MSD faced many challenges from the start of the project. We were not able to start our underground plumbing work until the structural steel contractor finished setting the arches which required (3) cranes working in unison, to lift the arches in place. Because of this, we were forced to start our underground in December. In order to help facilitate the schedule, we worked hard to complete the underground as quickly as possible all while fighting the frozen ground. We also, began installing our overhead duct and pipe before the roof was on. This left us contending with the rain, snow and winter winds.

During the spring and summer, our field crews utilized a phone app that would warn them of any nearby lightning headed their way and were able to work around every storm that came, descending down off the lifts safely and out of harm’s way. Safety was in fact THE number one priority on this project; Turner employed a full-time safety supervisor on site and with the excellent coordination and communication between Turner, the Corps of Engineers, our safety director, our foremen, and our mechanics we were able start and
complete this project without a single incident even while being delayed approximately (30) days due to weather. With the size of this project and the amount of manpower used to build Museum Hangar 4 it is quite extraordinary and very self-rewarding.

This project was one of the most challenging projects MSD has completed. In fact, it would have been impossible if it wasn’t for the leadership of two excellent foremen: Kevin Oney and Jeff Storck as well as their field crews. We can attribute the project’s success to the employees and their attention to detail, as well as excellent craftsmanship. Almost every project has its challenges and obstacles, but this one was by far unique. Now when we walk up to Building Hangar 4 and look through those huge doors to view
what we accomplished, we only ask one question: “When is Hangar 5 going to start?”

 

You can read more on NMUSAF by clicking here.

Ohio Valley ABC Chapter Awards

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The ABC Awards were held on May 28th, 2020 via Youtube Live Online. Yes, you heard that right, online. Although it was a change of pace for everyone we are in uncertain times. But one thing is certain, MSD brought home some well-appreciated awards. Our team was awarded the Platinum Step Award, Community Involvement of the Year Award, Eagle WPAFB 88th Medical Center Award, Merit Airstream, and Sicsa Award. Thank you to all of those who congratulated us and helped us get to this point. We are already looking forward to what next year will bring.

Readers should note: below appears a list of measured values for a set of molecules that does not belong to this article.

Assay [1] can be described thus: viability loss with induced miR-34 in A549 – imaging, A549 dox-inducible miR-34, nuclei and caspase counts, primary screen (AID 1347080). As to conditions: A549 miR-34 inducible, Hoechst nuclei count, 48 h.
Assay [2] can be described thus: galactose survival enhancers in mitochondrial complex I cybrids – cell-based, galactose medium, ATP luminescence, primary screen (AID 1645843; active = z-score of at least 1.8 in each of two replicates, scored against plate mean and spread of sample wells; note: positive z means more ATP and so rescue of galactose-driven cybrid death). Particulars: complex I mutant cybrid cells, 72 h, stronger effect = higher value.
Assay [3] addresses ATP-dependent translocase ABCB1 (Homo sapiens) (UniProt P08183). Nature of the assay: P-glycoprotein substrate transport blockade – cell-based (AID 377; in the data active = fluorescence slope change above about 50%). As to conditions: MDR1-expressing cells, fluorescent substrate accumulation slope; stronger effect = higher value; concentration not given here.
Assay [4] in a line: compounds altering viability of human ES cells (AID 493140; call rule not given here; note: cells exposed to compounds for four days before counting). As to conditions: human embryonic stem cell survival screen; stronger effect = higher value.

We will be posting blog posts about the following projects in the next few weeks to come. Please continue to look out for them and share the stories of these amazing projects. 

The Conner Group

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Mechanical Systems of Dayton Inc. entered into agreement with Messer Construction Company to provide Domestic Plumbing and Gas Piping work for The Connor Group Corporate Headquarters. The project is located in Dayton, Ohio. The building contains a total of 39,825 square feet of office space. The contracted value of this project was $466,000. MSD was responsible for the installation of the building’s Plumbing system which consisted of: The Installation of domestic water and sewage system, (44) Plumbing Fixtures, Triplex Potable Water Booster Pumps with VFD Control, Duplex Sewage Injection Pump System, Duplex Water Softening System, Duplex Sump Pump System, Twin 100 Gallon 199 MBH Water Heaters, and the Installation of Gas Piping to all Fuel Fired Appliances, which are only a few of the Plumbing Components installed for this building.